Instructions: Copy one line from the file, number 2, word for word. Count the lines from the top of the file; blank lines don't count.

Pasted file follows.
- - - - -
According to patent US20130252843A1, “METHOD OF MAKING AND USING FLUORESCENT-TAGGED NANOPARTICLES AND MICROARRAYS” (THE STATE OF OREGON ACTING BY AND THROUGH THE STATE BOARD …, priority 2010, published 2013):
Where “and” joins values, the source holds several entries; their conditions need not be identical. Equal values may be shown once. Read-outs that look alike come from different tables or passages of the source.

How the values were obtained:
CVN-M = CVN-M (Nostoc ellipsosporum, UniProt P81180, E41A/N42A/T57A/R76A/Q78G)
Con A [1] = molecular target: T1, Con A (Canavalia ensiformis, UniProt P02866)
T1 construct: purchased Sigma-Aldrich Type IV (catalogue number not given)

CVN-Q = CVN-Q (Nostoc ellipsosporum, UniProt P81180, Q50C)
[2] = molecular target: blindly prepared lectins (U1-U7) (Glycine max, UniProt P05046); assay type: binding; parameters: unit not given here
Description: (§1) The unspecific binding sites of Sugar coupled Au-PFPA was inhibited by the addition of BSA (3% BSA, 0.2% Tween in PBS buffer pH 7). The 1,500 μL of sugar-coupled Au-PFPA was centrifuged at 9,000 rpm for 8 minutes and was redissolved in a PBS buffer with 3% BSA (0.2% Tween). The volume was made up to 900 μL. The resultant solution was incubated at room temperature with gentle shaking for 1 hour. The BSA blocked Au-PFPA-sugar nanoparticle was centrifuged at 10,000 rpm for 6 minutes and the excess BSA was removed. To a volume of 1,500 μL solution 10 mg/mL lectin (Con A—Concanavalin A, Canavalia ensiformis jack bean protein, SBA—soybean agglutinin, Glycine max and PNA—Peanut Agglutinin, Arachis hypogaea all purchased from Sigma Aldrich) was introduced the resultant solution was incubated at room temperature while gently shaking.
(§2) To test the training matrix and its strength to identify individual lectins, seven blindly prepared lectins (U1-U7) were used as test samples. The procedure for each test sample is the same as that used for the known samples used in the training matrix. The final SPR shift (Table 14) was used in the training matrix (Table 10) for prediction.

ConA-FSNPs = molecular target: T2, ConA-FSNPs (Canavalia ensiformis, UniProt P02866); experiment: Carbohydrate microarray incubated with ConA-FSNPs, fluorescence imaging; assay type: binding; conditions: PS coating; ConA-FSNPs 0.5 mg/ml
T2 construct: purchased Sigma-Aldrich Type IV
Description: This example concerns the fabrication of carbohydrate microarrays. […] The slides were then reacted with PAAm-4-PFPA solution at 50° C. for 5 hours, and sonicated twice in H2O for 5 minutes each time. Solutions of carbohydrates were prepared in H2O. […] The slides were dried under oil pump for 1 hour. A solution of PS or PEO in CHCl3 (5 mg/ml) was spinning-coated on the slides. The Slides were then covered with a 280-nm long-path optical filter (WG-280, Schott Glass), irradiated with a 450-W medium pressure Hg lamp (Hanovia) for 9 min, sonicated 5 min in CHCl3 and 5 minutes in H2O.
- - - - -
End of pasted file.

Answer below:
Where “and” joins values, the source holds several entries; their conditions need not be identical. Equal values may be shown once. Read-outs that look alike come from different tables or passages of the source.